Let’s look at what Dell is delivering.
New: Dell APEX Block Storage for Azure
The big news is Dell’s release of APEX Block Storage for Microsoft Azure, which follows the release of Dell’s similar solution for Amazon Web Services (AWS) back in May. This is a nice milestone along Dell’s multi-cloud journey, emphasizing the company’s dedication to innovation focused on solving the evolving needs of enterprise IT.
The solution arrives with a range of options that allow for extreme performance, low latency, unmatched scalability, flexible deployment options, and enterprise-grade resiliency with automated deployment.
Users can choose to deploy APEX Block Storage for Microsoft Azure on managed disks, on instances with native attached NVMe SSDs for high-performance workloads. The solution allows for independent scaling of compute up to 2048 instances or storage up to 512 instances within a single cluster, surpassing native Azure storage limits.
There are resiliency features, including spreading data across multiple availability zones to ensure data availability without extra data copies or replication. It also includes a robust set of data services, including thin provisioning, volume migration, asynchronous replication, snapshots, and backup/restore for disaster recovery. That’s nearly everything you expect from an enterprise storage offering.
Dell APEX Block Storage for Microsoft Azure is one of the most scalable cloud block storage services available. It’s ideal for mission-critical workloads like databases, analytics, test/dev, virtualization, and containerized applications.
Dell delivers a nice offering, enabling a degree of simplicity that makes it easy for users to deploy and configure block storage on Microsoft Azure.
PowerFlex is AWS Outpost Ready
This wasn’t the only news. Dell also announced that PowerFlex, the software behind its APEX Cloud Block storage offerings, received the Amazon Web Services (AWS) Outposts Ready designation. The combination of AWS Outposts and Dell PowerFlex delivers significantly improved IOPs compared to a native Outposts deployment, with the added advantage of linear scalability with additional compute resources. It’s a nice update to the offering.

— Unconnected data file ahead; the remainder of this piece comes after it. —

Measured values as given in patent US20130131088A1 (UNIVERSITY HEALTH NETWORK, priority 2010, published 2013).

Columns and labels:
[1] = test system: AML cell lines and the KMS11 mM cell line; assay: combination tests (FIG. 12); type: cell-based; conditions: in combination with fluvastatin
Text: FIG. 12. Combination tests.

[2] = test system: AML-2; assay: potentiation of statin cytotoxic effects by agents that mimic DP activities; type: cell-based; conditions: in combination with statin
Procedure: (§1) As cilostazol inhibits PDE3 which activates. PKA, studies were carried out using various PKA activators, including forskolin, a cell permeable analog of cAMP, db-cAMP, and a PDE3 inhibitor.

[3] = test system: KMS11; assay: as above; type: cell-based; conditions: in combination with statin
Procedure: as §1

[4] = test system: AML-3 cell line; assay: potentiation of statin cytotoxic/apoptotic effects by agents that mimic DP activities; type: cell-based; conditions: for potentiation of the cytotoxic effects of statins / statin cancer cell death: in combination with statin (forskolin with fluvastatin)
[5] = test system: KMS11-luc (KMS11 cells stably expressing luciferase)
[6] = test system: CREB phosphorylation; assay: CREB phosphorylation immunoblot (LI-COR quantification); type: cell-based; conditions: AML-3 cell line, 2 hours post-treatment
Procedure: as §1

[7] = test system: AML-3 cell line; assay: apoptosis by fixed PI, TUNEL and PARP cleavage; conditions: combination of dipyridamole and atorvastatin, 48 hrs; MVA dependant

Managing the complexities of multi-cloud infrastructure is now a fact of life for nearly every enterprise IT administrator. The public cloud enables tremendous flexibility in deploying resources. It also provides a CFO-friendly consumption-based business model where capital funds don’t need to be allocated to solve digital transformation problems.
At the same time, OEM consumption-based models, such as Dell APEX and HPE GreenLake, emerged to give a traditional on-prem operational experience while offering similar economic benefits and the same flexibility expected from the public cloud.
These offerings are proving to be popular. While Dell doesn’t break out APEX revenues, it did disclose in its latest earnings call that Dell Financial Services (which includes Dell APEX), has managed assets of more than $14B, up 9% from 2022. Dell’s continued aggressive investment into APEX also speaks to its firm commitment.
Dell brought APEX out of the data center and into the multi-cloud world earlier this year with a broad set of cloud-focused announcements. This included its first cloud storage offering, Dell APEX Block Storage for AWS. This week, it expanded that footprint to include Microsoft Azure.
I remember the skepticism in the analyst community when Dell first announced APEX in 2021. The company is too culturally tied to the transactional on-prem box business, the thinking went, to ever successfully compete in the more ephemeral services-based market. Dell proved us all wrong. APEX is a great solution, one that Dell is continuing to innovate.